In light of this week’s arguments at the Supreme Court, I remain optimistic that the Court will continue to protect the religious liberty and free speech rights of those who hold traditional religious views concerning marriage, recognizing the constitutional right of all Americans to speak and act according to their beliefs. A decision is expected from the Supreme Court in late June.

Other stories:

TIME FOR GRADUATION: Liberty Institute Educates Student Speakers About Their Religious Liberty & Free Speech Rights

About Liberty Institute
Liberty Institute is a nonprofit legal group dedicated to defending and restoring religious liberty across America — in our schools, for our churches, in the military and throughout the public arena. Liberty’s vision is to reestablish religious liberty in accordance with the principles of our nation’s Founders. For information, visit

Friday, May 01, 2015 1:57:00 PM

JUDGES vs. YOUR PASTOR? Proposed Law Would Protect Clergy from Being Forced to Participate in Ceremonies that Violate Their Faith

As the nation anxiously awaits the Supreme Court’s decision later this summer in the marriage case —which could redefine marriage and lead to the violation of the religious liberty and free speech of people of faith—new federal and state laws are already on the way to help people of faith win in court.

Attorneys for Liberty Institute—who know that winning courtroom cases often depend on exact wording of laws—have advised more than 13 states and the federal government to make sure these laws have maximum sturdiness against challenges by the radical Left. These are laws that will make it easier to win in the ongoing battle for religious freedom—including the new Pastor Protection Bill (HB 3567) in the state of Texas.

The Pastor Protection Bill ensures that the government:

·      May not force a pastor, a clergy member or a church to perform a marriage or related ceremony that would violate their sincerely held religious beliefs;
·      Safeguards pastors and churches from having to live in fear that the government will force them to perform marriages that violate their religious beliefs; and
·      Helps Texas respect the rights of pastors and churches to hold the biblical view of marriage.


The bill explicitly states that thegovernment may not force a pastor, other clergy member, or a house of worship to perform a marriage or related ceremony that violates their sincerely held religious beliefs.

Further, it states that refusal “to provide services, accommodations, facilities, goods, or privileges . . . is not the basis for a civil or criminal cause of action or any other action” by the state or a political subdivision of the state.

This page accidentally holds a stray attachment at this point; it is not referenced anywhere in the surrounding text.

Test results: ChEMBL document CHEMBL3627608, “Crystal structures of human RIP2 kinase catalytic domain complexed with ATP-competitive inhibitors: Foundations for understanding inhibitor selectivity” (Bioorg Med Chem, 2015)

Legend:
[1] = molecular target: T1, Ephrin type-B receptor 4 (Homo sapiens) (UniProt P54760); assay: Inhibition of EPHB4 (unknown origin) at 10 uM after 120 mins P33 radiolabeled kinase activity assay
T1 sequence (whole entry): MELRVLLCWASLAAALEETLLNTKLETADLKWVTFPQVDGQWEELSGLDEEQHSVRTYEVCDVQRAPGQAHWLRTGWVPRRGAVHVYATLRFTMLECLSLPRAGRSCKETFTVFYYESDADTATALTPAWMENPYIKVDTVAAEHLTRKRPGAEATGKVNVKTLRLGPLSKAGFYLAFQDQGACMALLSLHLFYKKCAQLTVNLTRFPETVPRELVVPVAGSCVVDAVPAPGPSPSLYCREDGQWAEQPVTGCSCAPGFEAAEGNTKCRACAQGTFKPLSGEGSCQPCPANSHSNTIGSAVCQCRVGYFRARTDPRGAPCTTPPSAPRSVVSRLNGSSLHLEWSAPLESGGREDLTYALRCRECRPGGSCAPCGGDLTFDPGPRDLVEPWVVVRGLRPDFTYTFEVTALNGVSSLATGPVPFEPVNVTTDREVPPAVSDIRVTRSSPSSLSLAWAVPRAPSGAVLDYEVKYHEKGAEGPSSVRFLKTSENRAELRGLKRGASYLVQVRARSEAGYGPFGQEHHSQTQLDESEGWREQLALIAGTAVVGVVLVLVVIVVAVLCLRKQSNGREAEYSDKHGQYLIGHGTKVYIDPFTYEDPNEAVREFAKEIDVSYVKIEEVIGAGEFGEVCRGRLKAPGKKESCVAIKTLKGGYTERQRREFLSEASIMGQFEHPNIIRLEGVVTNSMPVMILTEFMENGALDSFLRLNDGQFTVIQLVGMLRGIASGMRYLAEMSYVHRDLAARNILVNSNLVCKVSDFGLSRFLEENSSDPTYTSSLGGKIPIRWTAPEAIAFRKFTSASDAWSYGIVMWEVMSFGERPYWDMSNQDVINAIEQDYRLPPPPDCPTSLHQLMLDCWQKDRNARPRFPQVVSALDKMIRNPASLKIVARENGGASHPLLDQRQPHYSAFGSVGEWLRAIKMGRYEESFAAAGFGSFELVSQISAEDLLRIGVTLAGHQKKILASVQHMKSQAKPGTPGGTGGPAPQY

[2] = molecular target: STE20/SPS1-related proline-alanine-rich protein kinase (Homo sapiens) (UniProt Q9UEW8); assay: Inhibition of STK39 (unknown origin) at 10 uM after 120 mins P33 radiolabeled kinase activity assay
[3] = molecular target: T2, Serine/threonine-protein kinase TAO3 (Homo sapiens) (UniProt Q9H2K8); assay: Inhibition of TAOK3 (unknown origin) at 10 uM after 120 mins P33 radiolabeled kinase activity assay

The bill was written by Texas State Representatives Scott Sanford (R-McKinney), Byron Cook (R-Corsicana), Debbie Riddle (R-Houston), J.M. Lozano (R-Kingsville), and Patricia Harless (R-Houston),

Of course, writing the bill is one thing. Passing it is another, even in a state like Texas.


Testimony at the Texas House State Affairs Committee hearing on HB 3567 last week included legal expertise as well as pastors.

Liberty Institute Senior Counsel and Director of Research and Education, Justin Butterfield, testified in support of the proposed legislation. He said it will provide more protection—than the Religious Freedom Restoration Act (RFRA), and help safeguard clergy members like Liberty Institute client Chaplain Wes Modder, an ordained minister, from being punished or forced to act against their faith.

The Liberty Institute attorney shared why federal and state RFRAs needed to be augmented:

Village Parkway Baptist Church Senior Pastor Dr. Steve Branson, who is also the pastor and friend of Liberty Institute client Senior Master Sergeant Phillip Monk, also attended the hearing, and shared about his experience walking alongside SMSgt. Monk and the career-threatening punishment he experienced with the U.S. Air Force because of his sincerely held religious beliefs.

“We’re being tested at Village Parkway mainly probably because of my public stand [with SMSgt Monk],” said Branson. “I’m the least likely guy to be in that position, but that’s where I find myself now. . . . I’d rather just be doing my job. I love what I do. I’ve been [pastoring] for 40 years, but it’s becoming more difficult for me to do it.”

Witnesses including pastors and clergy members from the State of Texas (as well as nationally known leaders from two Dallas, Texas area mega-churches, Dr. Tony Evans of Oak Cliff Bible Fellowship, and Dr. Jack Graham of Prestonwood Baptist Church, who provided written endorsements of the bill).